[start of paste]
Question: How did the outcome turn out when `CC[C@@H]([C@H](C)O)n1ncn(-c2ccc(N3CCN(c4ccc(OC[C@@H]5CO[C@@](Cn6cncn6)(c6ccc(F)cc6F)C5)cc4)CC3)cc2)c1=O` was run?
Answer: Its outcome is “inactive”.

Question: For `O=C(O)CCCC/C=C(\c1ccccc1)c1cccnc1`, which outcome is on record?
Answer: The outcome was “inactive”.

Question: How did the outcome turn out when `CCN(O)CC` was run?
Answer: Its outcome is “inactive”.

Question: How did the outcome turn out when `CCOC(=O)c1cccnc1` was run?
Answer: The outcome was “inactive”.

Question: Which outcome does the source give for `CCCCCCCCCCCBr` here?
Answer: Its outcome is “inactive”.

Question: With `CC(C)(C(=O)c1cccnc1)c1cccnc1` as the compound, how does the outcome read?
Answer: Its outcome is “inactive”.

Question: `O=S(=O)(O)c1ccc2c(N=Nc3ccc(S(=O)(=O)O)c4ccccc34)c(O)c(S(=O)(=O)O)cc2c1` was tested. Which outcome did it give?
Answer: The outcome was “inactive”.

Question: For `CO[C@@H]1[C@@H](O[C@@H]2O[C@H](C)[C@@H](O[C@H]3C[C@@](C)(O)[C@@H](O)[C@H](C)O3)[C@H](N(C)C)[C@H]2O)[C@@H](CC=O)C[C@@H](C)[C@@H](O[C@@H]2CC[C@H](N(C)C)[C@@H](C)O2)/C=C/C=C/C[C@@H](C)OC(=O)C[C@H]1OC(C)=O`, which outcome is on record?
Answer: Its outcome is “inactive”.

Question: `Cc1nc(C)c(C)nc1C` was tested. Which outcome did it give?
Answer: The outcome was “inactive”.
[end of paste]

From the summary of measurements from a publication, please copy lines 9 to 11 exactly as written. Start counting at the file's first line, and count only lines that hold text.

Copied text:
Question: Which outcome does the source give for `CCCCCCCCCCCBr` here?
Answer: Its outcome is “inactive”.

Question: With `CC(C)(C(=O)c1cccnc1)c1cccnc1` as the compound, how does the outcome read?